So readers, time for your input.  What do you think?  Is it education?  Class?  A combination or none of the above?

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7 Responses to “Does the amount of integration have to do with class or education or something else?”

  1. tUCC said

    Nice Blog. Glad to see there are other Chinese Canadian “thinkers” out there!

    I feel that integration has a lot to do with economic circumstance. The poorer you are, the more you want your kids to make it in their (your) new (adopted) country. Thus it is the succeeding generation (eg. second generation) who integrates consciously.

    The so-called “professional” class, usually better off economically, have the opportunity to skip out of the country with their kids… thus really don’t have roots in their new adopted home.

    tUCC

  2. tUCC said

    sorry i had the wrong email / contact on the earlier comment. (I’m on a friend’s computer, and it automatically filled in his stats)

  3. chinesecanuck said

    TUCC,

    I’m not sure if I’d agree with you. I’ve found that POORER people are more likely to be attached to the old country’s values while wealthier people, who were probably more exposed to things are more likely to embrace mainstream Canadian values (probably because they already understand it). When I mean “mainstream Canadian values” I don’t mean pop culture. I don’t mean listening to Cantopop vs Top 40 or Bollywood vs Hollywood. I mean things like dating, kinds of extra curricular activities kids are (or aren’t) allowed to participate in, etc…I also think the professional classes are just as likely to want their children to go to university and get successful jobs as poorer immigrants. I think any kid at my high school who decided not to go to university (at all) would probably be grounded until they’re 30!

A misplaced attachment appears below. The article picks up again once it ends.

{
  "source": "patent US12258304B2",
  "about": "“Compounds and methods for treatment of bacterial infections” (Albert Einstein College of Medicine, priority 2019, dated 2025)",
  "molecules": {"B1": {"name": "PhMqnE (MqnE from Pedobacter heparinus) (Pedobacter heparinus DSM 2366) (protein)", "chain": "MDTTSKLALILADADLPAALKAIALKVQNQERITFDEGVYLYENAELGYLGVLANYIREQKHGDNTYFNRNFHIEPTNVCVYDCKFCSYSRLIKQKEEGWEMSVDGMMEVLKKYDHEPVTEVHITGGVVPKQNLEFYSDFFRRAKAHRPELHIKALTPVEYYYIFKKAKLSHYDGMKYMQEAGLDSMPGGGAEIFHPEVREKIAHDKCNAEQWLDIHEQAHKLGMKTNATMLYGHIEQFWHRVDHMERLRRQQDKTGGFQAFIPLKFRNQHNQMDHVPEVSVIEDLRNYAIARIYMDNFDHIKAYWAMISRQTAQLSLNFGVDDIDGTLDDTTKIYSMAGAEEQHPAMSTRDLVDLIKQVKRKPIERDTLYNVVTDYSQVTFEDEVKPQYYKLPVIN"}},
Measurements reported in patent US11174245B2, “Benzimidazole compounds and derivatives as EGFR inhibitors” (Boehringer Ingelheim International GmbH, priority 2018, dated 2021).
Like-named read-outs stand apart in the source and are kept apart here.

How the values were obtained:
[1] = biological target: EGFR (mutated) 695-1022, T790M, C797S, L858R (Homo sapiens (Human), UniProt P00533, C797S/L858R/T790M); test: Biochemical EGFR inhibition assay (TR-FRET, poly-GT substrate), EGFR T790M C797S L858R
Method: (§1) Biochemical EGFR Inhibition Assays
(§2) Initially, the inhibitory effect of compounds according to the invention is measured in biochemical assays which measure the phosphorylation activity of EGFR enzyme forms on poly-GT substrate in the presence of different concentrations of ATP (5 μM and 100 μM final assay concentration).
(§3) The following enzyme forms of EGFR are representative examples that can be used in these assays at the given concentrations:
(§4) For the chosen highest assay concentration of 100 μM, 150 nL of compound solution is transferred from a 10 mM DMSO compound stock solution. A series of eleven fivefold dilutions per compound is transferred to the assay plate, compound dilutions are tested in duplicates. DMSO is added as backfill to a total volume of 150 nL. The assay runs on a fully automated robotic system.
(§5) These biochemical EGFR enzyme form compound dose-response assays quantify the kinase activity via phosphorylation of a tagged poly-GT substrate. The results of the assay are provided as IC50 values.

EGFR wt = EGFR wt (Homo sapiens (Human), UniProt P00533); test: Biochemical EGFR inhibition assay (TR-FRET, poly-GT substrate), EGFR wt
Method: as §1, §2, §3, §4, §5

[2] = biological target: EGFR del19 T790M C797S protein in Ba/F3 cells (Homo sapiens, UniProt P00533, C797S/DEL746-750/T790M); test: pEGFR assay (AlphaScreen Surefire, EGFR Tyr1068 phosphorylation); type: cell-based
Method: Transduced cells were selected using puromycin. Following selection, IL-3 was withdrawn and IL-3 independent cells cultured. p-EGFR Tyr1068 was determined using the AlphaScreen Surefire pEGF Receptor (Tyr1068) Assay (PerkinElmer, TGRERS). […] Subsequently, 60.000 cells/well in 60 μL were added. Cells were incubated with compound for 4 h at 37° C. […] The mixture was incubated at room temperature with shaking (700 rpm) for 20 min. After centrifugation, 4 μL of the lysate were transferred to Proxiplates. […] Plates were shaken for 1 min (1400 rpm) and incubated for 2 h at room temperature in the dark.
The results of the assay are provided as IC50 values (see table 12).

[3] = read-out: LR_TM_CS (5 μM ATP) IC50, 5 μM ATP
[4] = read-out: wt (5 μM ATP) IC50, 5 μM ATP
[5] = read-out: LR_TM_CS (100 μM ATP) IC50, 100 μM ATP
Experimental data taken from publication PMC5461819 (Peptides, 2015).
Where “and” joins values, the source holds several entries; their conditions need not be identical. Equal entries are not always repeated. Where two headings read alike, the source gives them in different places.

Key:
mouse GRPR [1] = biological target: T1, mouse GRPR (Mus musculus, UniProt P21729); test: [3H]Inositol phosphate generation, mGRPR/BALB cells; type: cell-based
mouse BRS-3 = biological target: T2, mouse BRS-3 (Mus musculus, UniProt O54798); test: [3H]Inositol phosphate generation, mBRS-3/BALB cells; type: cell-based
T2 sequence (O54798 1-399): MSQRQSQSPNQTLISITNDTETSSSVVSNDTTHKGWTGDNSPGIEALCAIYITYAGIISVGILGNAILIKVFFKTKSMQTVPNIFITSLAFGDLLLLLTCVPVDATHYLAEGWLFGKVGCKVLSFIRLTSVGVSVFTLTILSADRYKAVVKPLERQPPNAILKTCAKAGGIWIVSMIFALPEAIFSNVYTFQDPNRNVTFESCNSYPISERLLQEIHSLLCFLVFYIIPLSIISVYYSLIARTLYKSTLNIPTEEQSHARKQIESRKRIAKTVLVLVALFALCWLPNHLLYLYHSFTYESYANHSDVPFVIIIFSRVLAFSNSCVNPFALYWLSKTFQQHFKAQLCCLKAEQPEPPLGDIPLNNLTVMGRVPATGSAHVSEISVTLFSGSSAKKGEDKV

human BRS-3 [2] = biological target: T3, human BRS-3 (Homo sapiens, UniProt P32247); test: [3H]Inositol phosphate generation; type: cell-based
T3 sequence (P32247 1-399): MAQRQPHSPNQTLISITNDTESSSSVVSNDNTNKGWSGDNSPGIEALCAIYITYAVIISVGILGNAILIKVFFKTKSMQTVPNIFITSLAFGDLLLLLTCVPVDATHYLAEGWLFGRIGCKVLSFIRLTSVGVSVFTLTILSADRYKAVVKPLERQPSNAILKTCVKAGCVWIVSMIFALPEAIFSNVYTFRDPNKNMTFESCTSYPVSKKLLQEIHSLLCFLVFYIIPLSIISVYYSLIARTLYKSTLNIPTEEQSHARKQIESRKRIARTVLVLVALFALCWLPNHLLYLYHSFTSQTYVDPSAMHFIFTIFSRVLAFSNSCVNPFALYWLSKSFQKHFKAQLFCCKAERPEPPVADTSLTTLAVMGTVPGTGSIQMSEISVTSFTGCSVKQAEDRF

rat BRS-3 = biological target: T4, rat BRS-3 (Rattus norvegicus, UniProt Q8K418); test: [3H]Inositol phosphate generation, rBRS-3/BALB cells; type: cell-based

4. This is a good question, but I think you’re talking about assimilation (Westernization) rather than integration. Your Jewish classmates did not assimilate to the mainstream religion (Christianity), but they are still integrated.

    I doesn’t make that much sense to compare Chinese with South Asian. Chinese people in Chinese countries dress in Western clothes to begin with, while South Asians in South Asian dress relatively less “Western”.

  5. chinesecanuck said

    Restructure, the Jewish kids may not have assimilated into Christianity, but they certainly went to services and stood when they had to stand, sat when they had to sit, etc…unlike Catholic schools, didn’t (and still doesn’t) exempt anyone from going to services. The point I’m making is that the parents of these kids didn’t care, unlike parents who didn’t send their children to schools like that who’d balk going.

  6. Scapegoat said

    I don’t think that economics or education has anything to do with it. Integration is just a personal choice. I have seen immigrants rich and poor, educated or less educated choose both paths. It might have more to do with life experiences and individual personalities. If a person fits into the mold that their ethnic community wants him/her to be then that person tends to stay with in that community. However if a person is not accepted by his/her ethnic community for being different, then that person tends to find friends from other walks of life.

  7. tUCC said

    Maybe it has everything to do with who the parents/ role models are. …thus affording the choices made to the next generation.